DiFranza suggested that we control for a wide variety of socioeconomic and demographic factors, because “When this type of analysis has been performed on a community and state level of analysis, reductions in youth smoking have been observed”.8,9 Given the small number of studies available, it was not possible to explore the effects of potential confounders such as other tobacco control policies, price of cigarettes, and socioeconomic status. Nonetheless, in our discussion we report the results of population based studies, including but not limited to, those referred to by DiFranza. Chaloupka and Pacula,9 in the study cited by DiFranza, do indeed find that statewide enactment and enforcement of youth access laws was associated with reduced youth smoking. However, in another analysis10 the same authors found that this effect was restricted to black teens. The study by Siegel et al8 does indeed find that the presence of youth access laws was associated with decreased smoking initiation rates; however, they conclude that this decrease was not mediated by decreased access because youths reported no decrease in perceived access.

        In the first part of our analysis (fig 1A), we compared compliance and smoking in all communities for which there was information. Since we were not trying to assess the effects of interventions but rather to see if there is a relationship between compliance and smoking, we did not make a distinction between control and intervention communities, or between baseline and follow up data. As DiFranza points out, this type of analysis does not take into account temporal trends or other potential confounders. In order to take these into account we performed a quantitative meta-analysis using only controlled studies (n = 5). This analysis yielded a pooled effect of a 1.5% decrease in youth prevalence (95% confidence interval 6% decrease to 3% increase).

        Tutt cited a paper by his group11 that was not included in our meta-analysis because it was not listed in Medline or cited in any of the other papers we located. Adding his results to those we report, however, does not affect the conclusions of our analysis. The correlation between merchant compliance and 30 day teen smoking prevalence including these data is 0.042 (p = 0.799) compared with 0.116 (p = 0.486) reported in fig 1A of our paper.2 Likewise the correlation between change in merchant compliance and change in youth smoking is −0.163 (p = 0.504) compared with 0.294 (p = 0.237) without it. Thus, including the data from Tutt et al11 actually strengthens the conclusions in our paper.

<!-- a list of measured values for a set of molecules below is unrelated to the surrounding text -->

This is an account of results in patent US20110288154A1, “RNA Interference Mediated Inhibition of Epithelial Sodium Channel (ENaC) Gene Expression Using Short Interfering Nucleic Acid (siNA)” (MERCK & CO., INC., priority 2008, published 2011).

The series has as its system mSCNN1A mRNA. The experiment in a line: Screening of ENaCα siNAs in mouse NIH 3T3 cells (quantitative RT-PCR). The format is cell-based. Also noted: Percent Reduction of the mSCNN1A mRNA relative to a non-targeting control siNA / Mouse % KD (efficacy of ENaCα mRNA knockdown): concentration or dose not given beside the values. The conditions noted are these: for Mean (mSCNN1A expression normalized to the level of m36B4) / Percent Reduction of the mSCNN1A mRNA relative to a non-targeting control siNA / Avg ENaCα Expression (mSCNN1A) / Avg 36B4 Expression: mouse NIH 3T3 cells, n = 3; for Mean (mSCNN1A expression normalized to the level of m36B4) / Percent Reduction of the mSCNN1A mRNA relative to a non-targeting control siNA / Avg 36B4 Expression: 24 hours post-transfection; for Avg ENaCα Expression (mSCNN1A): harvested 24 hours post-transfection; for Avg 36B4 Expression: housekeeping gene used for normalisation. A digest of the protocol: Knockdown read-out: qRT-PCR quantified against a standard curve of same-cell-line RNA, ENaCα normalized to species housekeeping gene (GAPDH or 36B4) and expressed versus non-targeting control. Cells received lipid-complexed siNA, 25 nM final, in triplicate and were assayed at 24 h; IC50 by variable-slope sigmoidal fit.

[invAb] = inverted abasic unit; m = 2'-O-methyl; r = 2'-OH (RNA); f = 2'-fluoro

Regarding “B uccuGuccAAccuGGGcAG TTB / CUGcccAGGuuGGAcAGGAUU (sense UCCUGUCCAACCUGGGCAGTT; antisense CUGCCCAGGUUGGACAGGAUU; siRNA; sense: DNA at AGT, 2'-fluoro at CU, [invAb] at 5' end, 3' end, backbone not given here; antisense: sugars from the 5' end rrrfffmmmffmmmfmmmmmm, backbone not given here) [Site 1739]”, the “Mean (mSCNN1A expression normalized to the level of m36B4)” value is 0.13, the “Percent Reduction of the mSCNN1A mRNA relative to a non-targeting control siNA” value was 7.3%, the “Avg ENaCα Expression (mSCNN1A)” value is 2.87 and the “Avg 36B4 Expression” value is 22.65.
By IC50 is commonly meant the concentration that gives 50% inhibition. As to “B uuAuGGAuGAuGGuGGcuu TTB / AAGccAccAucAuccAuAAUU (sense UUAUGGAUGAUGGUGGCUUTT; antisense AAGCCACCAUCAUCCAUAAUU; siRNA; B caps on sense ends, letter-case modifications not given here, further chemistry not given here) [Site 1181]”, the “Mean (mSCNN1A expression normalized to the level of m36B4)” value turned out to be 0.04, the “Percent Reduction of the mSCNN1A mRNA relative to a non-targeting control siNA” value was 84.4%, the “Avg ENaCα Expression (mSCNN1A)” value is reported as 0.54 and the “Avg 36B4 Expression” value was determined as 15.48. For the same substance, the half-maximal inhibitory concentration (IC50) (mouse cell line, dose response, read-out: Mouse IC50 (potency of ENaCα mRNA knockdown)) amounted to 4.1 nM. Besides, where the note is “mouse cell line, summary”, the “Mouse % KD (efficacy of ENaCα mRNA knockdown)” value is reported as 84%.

It is time for enthusiasts of youth access interventions to recognise that while these interventions may have seemed like a good idea, they do not achieve their primary goal of reducing youth smoking. All that happens is that youth obtain their cigarettes from other sources.21


        Both Tutt and DiFranza are missing the larger point of our editorial. Unlike public health forces, the tobacco industry has unlimited resources to push their agenda. We made the point that in a real world of limited public health resources, those resources are better concentrated where they have been shown to be most effective. Youth access is clearly not that area. Tobacco industry documents show that the industry has run rings around public health forces when it comes to youth access, successfully co-opting it to the point that it now serves the industry's purposes.